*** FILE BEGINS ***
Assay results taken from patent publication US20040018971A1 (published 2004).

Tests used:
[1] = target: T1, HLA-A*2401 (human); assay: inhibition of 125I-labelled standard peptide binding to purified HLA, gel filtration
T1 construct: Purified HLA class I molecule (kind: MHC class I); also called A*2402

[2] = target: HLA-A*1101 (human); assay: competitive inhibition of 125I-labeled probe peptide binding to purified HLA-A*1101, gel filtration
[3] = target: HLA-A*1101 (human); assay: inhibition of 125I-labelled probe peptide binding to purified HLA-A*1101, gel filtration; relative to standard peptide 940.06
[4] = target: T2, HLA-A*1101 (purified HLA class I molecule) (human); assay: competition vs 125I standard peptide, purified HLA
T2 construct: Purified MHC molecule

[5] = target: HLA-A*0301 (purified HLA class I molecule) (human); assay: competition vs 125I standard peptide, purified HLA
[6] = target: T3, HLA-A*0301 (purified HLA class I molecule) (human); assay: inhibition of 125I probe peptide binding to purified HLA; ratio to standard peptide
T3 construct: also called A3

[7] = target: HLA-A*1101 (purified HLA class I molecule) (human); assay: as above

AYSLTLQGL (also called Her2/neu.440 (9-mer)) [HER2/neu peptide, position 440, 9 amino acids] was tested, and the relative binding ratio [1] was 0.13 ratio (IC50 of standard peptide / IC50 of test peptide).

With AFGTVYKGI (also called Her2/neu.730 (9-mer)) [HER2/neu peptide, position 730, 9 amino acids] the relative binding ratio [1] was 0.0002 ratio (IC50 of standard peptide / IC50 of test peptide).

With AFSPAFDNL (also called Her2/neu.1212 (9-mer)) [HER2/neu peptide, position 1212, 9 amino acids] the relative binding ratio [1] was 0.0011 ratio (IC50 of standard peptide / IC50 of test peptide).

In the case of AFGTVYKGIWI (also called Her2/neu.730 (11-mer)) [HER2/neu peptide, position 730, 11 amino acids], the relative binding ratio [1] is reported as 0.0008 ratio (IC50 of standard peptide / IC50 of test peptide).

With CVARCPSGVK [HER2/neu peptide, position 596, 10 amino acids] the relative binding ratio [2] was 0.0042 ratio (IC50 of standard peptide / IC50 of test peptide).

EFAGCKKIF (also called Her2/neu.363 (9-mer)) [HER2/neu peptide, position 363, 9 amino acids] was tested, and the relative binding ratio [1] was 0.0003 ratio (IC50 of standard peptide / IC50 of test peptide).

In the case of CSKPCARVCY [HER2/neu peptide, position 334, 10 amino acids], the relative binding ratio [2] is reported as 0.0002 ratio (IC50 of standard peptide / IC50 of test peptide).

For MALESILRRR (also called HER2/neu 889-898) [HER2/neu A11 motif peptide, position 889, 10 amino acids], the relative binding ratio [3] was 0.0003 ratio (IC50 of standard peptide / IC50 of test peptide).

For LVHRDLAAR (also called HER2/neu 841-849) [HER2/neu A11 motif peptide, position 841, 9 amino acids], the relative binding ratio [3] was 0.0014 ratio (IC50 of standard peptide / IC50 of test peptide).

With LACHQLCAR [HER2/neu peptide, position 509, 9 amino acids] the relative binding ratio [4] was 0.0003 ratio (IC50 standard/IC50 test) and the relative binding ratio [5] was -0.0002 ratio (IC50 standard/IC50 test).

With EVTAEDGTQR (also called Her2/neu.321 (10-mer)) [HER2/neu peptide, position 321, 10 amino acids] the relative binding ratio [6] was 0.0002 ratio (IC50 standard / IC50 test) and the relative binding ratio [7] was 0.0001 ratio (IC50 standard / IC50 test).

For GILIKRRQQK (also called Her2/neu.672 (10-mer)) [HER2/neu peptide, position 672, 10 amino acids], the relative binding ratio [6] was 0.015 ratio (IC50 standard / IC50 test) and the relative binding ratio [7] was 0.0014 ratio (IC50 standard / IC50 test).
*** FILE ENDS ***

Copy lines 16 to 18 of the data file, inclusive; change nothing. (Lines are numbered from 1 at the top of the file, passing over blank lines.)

In the case of AFGTVYKGIWI (also called Her2/neu.730 (11-mer)) [HER2/neu peptide, position 730, 11 amino acids], the relative binding ratio [1] is reported as 0.0008 ratio (IC50 of standard peptide / IC50 of test peptide).

With CVARCPSGVK [HER2/neu peptide, position 596, 10 amino acids] the relative binding ratio [2] was 0.0042 ratio (IC50 of standard peptide / IC50 of test peptide).

EFAGCKKIF (also called Her2/neu.363 (9-mer)) [HER2/neu peptide, position 363, 9 amino acids] was tested, and the relative binding ratio [1] was 0.0003 ratio (IC50 of standard peptide / IC50 of test peptide).